Home and structures are flooded near Quicksand, Kentucky, on July 28, 2022. Heavy rains have caused flash flooding and mudslides as storms pound parts of central Appalachia. Kentucky Gov. Andy Beshear says it's some of the worst flooding in state history.
Home and structures are flooded near Quicksand, Kentucky, on July 28, 2022. Heavy rains have caused flash flooding and mudslides as storms pound parts of central Appalachia. Kentucky Gov. Andy Beshear says it's some of the worst flooding in state history.
Ryan C. Hermens/Lexington Herald-Leader/AP
Mud is seen inside a water-damaged car in the aftermath of historic flooding in Eastern Kentucky near Jackson, Kentucky, on July 31.
Mud is seen inside a water-damaged car in the aftermath of historic flooding in Eastern Kentucky near Jackson, Kentucky, on July 31.
SETH HERALD/AFP/Getty Images
State workers remove debris from Buckhorn School in Buckhorn, Kentucky, following historic flooding in Eastern Kentucky on July 31.
State workers remove debris from Buckhorn School in Buckhorn, Kentucky, following historic flooding in Eastern Kentucky on July 31.
SETH HERALD/AFP/Getty Images
Debris surrounds a badly damaged home near Jackson, Kentucky, on July 31.
Debris surrounds a badly damaged home near Jackson, Kentucky, on July 31.
SETH HERALD/AFP/Getty Images
A Perry County school bus, along with other debris, sits in a creek near Jackson, Kentucky, on July 31.
A Perry County school bus, along with other debris, sits in a creek near Jackson, Kentucky, on July 31.
SETH HERALD/AFP/Getty Images
A car and a vintage Hindman Fire Department fire truck remain under a bridge after being washed up by floodwaters in Hindman, Kentucky, on July, 30.
A car and a vintage Hindman Fire Department fire truck remain under a bridge after being washed up by floodwaters in Hindman, Kentucky, on July, 30.
Arden S. Barnes/For The Washington Post/Getty Images
Corissa Creek (left) and Haley Gayheart help clean at the house of a friend who is eight months pregnant and unable to clean on July 30 in Jackson, Kentucky.
Corissa Creek (left) and Haley Gayheart help clean at the house of a friend who is eight months pregnant and unable to clean on July 30 in Jackson, Kentucky.
Michael Swensen/Getty Images
The Appalachian School of Luthiery studio in Hindman, Kentucky, was flooded Thursday night. Luthiery is the practice of creating or repairing stringed instruments.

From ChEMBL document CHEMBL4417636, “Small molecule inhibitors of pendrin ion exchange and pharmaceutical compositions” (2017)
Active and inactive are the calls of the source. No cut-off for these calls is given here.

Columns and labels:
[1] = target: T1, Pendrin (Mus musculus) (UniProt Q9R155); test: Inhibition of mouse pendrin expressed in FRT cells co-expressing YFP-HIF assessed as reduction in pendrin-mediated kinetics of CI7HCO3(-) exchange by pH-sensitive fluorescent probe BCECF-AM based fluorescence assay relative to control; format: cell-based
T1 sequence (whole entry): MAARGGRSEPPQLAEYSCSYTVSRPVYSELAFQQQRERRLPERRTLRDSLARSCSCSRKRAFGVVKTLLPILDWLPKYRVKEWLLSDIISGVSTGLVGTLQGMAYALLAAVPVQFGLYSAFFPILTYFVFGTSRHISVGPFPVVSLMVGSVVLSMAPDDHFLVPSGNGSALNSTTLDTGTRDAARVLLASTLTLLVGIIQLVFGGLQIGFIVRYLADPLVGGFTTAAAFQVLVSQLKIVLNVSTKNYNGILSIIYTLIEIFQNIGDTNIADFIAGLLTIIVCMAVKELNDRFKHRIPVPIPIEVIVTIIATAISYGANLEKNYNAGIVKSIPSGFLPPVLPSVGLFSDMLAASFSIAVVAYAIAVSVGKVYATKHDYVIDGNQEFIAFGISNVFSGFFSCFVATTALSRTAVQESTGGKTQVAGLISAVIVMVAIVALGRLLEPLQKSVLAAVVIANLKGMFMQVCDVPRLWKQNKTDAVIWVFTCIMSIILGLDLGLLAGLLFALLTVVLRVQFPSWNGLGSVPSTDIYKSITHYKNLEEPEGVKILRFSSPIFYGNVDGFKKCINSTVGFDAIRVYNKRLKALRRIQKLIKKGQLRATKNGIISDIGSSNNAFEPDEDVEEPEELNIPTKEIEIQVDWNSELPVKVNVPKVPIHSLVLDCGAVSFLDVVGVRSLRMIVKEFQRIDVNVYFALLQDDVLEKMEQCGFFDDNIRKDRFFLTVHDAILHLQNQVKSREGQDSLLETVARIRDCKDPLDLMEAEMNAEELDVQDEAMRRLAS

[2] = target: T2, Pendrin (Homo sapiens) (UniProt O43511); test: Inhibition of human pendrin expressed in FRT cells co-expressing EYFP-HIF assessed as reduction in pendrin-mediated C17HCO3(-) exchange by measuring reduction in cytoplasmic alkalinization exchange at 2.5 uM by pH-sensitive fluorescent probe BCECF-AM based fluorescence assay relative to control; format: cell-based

The Appalachian School of Luthiery studio in Hindman, Kentucky, was flooded Thursday night. Luthiery is the practice of creating or repairing stringed instruments.
Arden S. Barnes/For The Washington Post/Getty Images
In this aerial view, floodwater surrounds a house as the Kentucky National Guard flies a recon and rescue mission in Breathitt County near Jackson, Kentucky, on July 30.
In this aerial view, floodwater surrounds a house as the Kentucky National Guard flies a recon and rescue mission in Breathitt County near Jackson, Kentucky, on July 30.
Michael Swensen/Getty Images
A home along KY-28 was moved off its foundation by the floodwaters in Chavies, Kentucky, on July 29, 2022.
A home along KY-28 was moved off its foundation by the floodwaters in Chavies, Kentucky, on July 29, 2022.
Arden S. Barnes/For The Washington Post/Getty Images
Homes along Gross Loop off of KY-15 are flooded with water from the North Fork of the Kentucky River in Jackson, Kentucky, on July 28.
Homes along Gross Loop off of KY-15 are flooded with water from the North Fork of the Kentucky River in Jackson, Kentucky, on July 28.
Arden S. Barnes/For The Washington Post/Getty Images
Road signs are barely visible on a road covered by floodwaters from the North Fork of the Kentucky River in Jackson, Kentucky, on July 28.
Road signs are barely visible on a road covered by floodwaters from the North Fork of the Kentucky River in Jackson, Kentucky, on July 28.
LEANDRO LOZADA/AFP/Getty Images
A couple abandons their home flooded by the waters of the North Fork of the Kentucky River in Jackson, Kentucky, on July 28.
A couple abandons their home flooded by the waters of the North Fork of the Kentucky River in Jackson, Kentucky, on July 28.
LEANDRO LOZADA/AFP/Getty Images
Aerial view of homes submerged under flood waters from the North Fork of the Kentucky River in Jackson, Kentucky, on July 28.
Aerial view of homes submerged under flood waters from the North Fork of the Kentucky River in Jackson, Kentucky, on July 28.
LEANDRO LOZADA/AFP/Getty Images